Apple Stock Could Fall After Next Week's Launch Event — or Not

Apple Stock Could Fall After Next Week's Launch Event — or Not

On Tuesday, widely followed Apple (NASDAQ: AAPL) analyst Gene Munster stated that Apple stock could fall by about 10% in the next one to three months, according to CNBC . Munster’s reasoning is that a lot of the hype surrounding the new iPhone will wear off following the launch event scheduled for next Tuesday. After all, it will be months before investors get a real sense of how Apple’s new iPhones are selling.

Nevertheless, while Apple stock has surged by about 50% in the past year, investors shouldn’t count on a pullback anytime soon. The new flagship iPhone could potentially drive a huge acceleration in Apple’s revenue growth — as was the case three years ago with the iPhone 6 family. If that occurs, the stock price could just keep rising.

AAPL Chart

Apple Stock Performance, data by YCharts .

iPhone sales have stagnated

After growing explosively between 2007 and 2015, iPhone sales have stagnated in the past two years. In fiscal 2016, revenue for the iPhone product line plunged 12% year over year. While sales have recovered somewhat in fiscal 2017, Apple’s iPhone revenue has been growing at a low-single-digit rate recently.

There are a few likely reasons for this sales slowdown. First, excitement for Apple’s first large-screen phones (the iPhone 6 and iPhone 6 Plus) drove a huge sales surge during fiscal 2015. In the past two years, iPhone sales have normalized to a more sustainable level.

Second, the strong dollar has put pressure on iPhone sales in a number of international markets for the past couple of years. Third, hype related to the new iPhones (which are expected to hit the market later this month) has negatively impacted sales of the existing models during 2017.

Growth could accelerate in a hurry

Past experience shows that the current iPhone slowdown could quickly give way to strong growth. Unit sales growth will likely return to double-digit territory once Apple resolves any initial supply constraints, as there is massive pent-up demand for new iPhone models. Moreover, the average selling price (ASP) will soar, as the flagship iPhone 8 model may have a starting price around $1,000. (For comparison, ASPs have been in the $600-$700 range recently.)

The iPhone 6 Plus, iPhone 6, iPhone 5s, and iPhone 5c side by side

The iPhone’s average selling price has been in a range of $600-$700 recently. Image source: Apple.

Indeed, during fiscal 2015 — which began immediately after Apple began selling the iPhone 6 and iPhone 6 Plus — iPhone unit sales surged 37% year over year, while iPhone revenue skyrocketed by 52%. In the prior year, iPhone revenue had increased by just 12%.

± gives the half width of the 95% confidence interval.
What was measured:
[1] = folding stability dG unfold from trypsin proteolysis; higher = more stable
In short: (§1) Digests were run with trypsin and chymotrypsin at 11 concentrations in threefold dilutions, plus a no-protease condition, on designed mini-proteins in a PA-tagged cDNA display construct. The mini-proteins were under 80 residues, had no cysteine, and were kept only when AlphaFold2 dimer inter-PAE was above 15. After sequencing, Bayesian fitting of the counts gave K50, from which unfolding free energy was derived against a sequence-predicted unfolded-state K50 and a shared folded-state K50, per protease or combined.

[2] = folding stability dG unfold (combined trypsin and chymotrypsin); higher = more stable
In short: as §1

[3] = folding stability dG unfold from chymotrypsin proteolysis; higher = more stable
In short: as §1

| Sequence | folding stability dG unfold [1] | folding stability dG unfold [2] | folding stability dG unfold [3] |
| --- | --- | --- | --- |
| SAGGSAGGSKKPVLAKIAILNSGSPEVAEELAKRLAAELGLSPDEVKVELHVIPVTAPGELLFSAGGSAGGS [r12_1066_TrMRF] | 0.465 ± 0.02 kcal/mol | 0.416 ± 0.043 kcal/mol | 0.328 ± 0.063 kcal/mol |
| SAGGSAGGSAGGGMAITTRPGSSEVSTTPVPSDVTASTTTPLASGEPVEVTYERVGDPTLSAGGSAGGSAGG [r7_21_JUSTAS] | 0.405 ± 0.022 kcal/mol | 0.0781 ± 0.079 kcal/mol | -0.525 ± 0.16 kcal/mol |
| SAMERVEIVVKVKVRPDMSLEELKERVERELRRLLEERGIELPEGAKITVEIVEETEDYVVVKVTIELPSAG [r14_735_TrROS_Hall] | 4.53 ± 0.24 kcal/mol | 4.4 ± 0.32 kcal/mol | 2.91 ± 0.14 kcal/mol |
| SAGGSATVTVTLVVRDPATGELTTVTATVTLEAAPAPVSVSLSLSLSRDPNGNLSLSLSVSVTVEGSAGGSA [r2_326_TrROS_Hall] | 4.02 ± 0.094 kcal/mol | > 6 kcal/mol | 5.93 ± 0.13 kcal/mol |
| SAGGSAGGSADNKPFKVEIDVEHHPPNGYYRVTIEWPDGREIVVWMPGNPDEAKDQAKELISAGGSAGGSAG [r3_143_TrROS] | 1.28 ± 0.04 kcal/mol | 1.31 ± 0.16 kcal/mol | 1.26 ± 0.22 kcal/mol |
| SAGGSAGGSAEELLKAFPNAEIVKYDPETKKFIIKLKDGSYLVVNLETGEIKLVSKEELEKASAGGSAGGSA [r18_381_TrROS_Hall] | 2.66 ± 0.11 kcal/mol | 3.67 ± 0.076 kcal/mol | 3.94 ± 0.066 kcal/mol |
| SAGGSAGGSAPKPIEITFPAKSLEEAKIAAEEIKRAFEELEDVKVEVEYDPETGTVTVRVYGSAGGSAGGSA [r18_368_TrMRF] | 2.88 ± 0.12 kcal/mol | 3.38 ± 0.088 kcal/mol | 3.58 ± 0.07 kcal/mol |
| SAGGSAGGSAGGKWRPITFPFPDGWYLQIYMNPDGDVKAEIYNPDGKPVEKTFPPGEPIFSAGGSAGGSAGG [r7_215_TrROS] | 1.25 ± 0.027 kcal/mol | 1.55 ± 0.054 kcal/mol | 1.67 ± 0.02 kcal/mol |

Thus, iPhone revenue growth accelerated by a stunning 40 percentage points after Apple’s last major iPhone revamp. While the base growth rate for the iPhone product line is lower now, it’s still entirely possible that iPhone revenue will grow by 30%-40% in the upcoming 2018 fiscal year.

Other products will help, too

Meanwhile, Apple’s other product lines are set to contribute to the company’s revenue growth in the next year. Last quarter, Apple’s non-iPhone revenue increased by 12% year over year; in the prior quarter, it rose by 11%.

If this pace continues, Apple’s non-iPhone revenue could increase by nearly $10 billion in fiscal 2018. Sales growth for Apple’s other products could also accelerate, if a surge in iPhone sales drives faster growth for the App Store and more accessories purchases. Additionally, the new HomePod smart home assistant is scheduled to become available in December.

By contrast, the rest of Apple’s business (aside from the iPhone) detracted from its results in fiscal 2015. While iPhone revenue rose by about $53 billion that year, total company revenue increased by “only” $51 billion.

Apple stock has plenty of upside

It’s possible that demand for a $1,000 iPhone won’t be as high as Apple hopes. Recent surveys have produced mixed findings. But if enough Apple fans are ultimately willing to pay up for the iPhone 8, the coming year could see a repeat of the iPhone 6 product cycle, when demand easily outstripped investors’ relatively bullish forecasts. If that’s the case, then Apple stock could keep building on its 50% gain from the past year.

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Adam Levine-Weinberg owns shares of Apple and is long January 2018 $90 calls on Apple, short January 2018 $140 calls on Apple, and short February 2018 $160 calls on Apple. The Motley Fool owns shares of and recommends Apple. The Motley Fool has a disclosure policy .

The views and opinions expressed herein are the views and opinions of the author and do not necessarily reflect those of Nasdaq, Inc.

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